J&J's Rising Pharmaceutical Sales Hurt by Strong U.S. Dollar
(Bloomberg) -- Johnson & Johnson recorded 20 percent growth in its drug unit in the second quarter, but the company is trimming its forecast for the year as a strong dollar hampers its growth.
The U.S. medical conglomerate said in a statement Tuesday that it was cutting its full-year revenue projection to $80.5 billion to $81.3 billion, from $81 billion to $81.8 billion, and narrowing its adjusted earnings forecast.
The shares were up 0.6 percent to $125.40 in trading before the markets opened in New York, reversing earlier losses.
J&J is based in New Brunswick, New Jersey, but generates about half its sales overseas. It’s one of the first major U.S. multinationals to report earnings after President Donald Trump began implementing a round of tariffs and threatening others, which has rattled markets.
Those changes in the markets appear to have affected J&J. Three months ago, the company said exchange rates would give it a 4.2 percent boost to sales; this quarter it cut that estimate to 1.9 percent.
Currency trends could weigh on other large drugmakers as well, said Vamil Divan, an analyst with Credit Suisse Group AG.
“This was a key driver of the company lowering full-year sales guidance and sets a potentially cautious tone for earnings season for the U.S. pharma space, especially those with greater ex-US exposure,” Divan said in a note.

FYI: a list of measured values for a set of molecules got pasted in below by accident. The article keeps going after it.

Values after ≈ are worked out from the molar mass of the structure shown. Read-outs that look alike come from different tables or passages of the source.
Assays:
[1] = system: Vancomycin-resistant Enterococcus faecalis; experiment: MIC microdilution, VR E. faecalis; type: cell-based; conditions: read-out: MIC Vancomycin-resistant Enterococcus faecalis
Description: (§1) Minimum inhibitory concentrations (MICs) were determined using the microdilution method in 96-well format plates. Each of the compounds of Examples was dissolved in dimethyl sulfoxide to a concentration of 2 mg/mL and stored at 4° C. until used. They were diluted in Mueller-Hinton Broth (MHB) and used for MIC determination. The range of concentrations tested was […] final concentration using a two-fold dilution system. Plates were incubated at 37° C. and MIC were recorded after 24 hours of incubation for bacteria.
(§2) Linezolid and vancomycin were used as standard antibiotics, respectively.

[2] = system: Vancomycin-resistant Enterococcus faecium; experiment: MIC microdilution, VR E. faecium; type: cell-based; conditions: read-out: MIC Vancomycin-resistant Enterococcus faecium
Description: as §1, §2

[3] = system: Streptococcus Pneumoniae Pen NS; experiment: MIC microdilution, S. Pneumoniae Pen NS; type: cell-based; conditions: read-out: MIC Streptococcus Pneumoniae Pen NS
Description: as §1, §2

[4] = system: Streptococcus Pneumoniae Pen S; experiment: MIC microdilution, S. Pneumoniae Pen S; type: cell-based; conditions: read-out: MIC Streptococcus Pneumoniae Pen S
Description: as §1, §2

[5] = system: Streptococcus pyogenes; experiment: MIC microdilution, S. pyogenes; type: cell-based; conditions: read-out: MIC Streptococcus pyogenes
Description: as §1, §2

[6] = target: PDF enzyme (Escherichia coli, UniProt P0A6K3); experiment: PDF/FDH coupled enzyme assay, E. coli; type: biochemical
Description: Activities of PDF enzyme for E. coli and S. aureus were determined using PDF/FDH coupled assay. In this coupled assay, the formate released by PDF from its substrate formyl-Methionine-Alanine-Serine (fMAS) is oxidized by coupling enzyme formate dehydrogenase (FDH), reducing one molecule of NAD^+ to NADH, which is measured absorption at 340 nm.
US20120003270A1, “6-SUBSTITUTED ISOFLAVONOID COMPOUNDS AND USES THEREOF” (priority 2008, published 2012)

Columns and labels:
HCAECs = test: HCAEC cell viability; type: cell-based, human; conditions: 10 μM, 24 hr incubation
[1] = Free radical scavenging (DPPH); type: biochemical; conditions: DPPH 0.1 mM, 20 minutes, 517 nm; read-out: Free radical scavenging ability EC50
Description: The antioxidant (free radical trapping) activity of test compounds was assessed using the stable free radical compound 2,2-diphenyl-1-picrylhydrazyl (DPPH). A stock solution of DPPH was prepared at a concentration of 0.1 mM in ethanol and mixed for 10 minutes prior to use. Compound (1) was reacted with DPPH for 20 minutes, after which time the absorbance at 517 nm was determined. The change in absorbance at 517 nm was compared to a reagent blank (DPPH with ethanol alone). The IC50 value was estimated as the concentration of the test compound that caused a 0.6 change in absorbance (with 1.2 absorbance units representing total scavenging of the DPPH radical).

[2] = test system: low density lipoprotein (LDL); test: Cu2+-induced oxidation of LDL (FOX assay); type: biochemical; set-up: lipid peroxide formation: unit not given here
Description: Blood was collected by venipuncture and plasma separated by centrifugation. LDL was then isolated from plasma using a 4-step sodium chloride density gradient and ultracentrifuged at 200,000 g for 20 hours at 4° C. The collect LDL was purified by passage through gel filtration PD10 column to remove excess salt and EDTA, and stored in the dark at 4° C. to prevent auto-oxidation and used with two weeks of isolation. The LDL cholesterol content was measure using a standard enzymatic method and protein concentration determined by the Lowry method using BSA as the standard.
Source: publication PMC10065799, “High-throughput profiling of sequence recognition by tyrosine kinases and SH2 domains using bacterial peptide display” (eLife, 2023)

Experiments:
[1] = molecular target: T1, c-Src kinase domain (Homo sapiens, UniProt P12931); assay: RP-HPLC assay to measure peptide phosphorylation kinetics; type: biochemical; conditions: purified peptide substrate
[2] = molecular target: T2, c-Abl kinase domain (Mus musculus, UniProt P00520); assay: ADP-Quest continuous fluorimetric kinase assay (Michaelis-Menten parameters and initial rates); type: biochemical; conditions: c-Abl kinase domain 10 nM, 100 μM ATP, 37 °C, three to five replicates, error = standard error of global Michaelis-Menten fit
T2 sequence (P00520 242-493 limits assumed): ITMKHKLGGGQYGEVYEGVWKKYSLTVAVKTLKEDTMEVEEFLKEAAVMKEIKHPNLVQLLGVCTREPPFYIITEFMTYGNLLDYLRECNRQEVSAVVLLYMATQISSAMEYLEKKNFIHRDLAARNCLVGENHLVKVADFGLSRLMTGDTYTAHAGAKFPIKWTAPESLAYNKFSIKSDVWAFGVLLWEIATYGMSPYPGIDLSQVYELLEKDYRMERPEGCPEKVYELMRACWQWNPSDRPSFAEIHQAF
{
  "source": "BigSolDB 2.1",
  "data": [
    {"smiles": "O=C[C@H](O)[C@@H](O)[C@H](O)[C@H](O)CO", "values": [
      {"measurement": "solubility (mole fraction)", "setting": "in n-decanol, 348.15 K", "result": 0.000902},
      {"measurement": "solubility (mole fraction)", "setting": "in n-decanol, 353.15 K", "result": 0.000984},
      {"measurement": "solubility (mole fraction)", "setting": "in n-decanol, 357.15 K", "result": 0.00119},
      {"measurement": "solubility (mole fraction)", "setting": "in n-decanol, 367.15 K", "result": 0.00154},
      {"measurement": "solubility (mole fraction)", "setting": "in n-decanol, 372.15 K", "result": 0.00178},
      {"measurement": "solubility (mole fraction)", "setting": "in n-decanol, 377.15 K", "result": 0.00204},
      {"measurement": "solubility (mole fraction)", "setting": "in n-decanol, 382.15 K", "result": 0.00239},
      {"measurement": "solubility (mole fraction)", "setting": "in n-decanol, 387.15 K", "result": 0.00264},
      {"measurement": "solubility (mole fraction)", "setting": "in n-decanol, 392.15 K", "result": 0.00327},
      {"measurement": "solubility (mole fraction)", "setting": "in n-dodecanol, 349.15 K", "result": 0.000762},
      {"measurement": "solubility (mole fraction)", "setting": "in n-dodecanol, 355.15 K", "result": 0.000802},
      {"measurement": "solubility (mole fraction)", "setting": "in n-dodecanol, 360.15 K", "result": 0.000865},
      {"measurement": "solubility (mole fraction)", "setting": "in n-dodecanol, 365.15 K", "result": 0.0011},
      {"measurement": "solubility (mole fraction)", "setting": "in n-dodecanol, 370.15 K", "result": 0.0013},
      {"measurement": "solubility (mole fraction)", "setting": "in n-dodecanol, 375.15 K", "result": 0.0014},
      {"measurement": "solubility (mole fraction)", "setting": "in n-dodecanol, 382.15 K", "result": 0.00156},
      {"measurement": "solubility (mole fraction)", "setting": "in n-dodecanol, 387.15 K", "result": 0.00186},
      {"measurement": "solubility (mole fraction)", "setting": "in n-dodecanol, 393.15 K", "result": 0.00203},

Since April 16, the day before J&J’s last quarterly report, the U.S. dollar is up 5.4 percent against a basket of 10 major global currencies. Trade and monetary policy tensions between nations can have a stark impact on currency markets.
J&J Chief Financial Officer Joseph Wolk, who took over the role this month, said the company hadn’t been hurt by specific tariffs -- although products in its consumer unit are most vulnerable.
“It’s really not attributable to the trade war at all,” Wolk said. “It’s simply the macro effect of a stronger dollar.”
The currency shifts have also affected J&J’s drug unit, which has grown quickly through deals and new products to become the company’s biggest. The unit’s benefit from exchange rates fell to 2.3 percent in the second quarter, compared to 4.3 percent in the prior period.
Wolk also said the company will continue to defend itself in the legal saga surrounding its talc products. Last week, a jury ordered the company to pay $4.69 billion to women who claimed asbestos in the products caused them to develop ovarian cancer, the six-largest product defect verdict in U.S. history.
“We believe the science is overwhelmingly on our side,” Wolk said. The company has said it will appeal the judgment.
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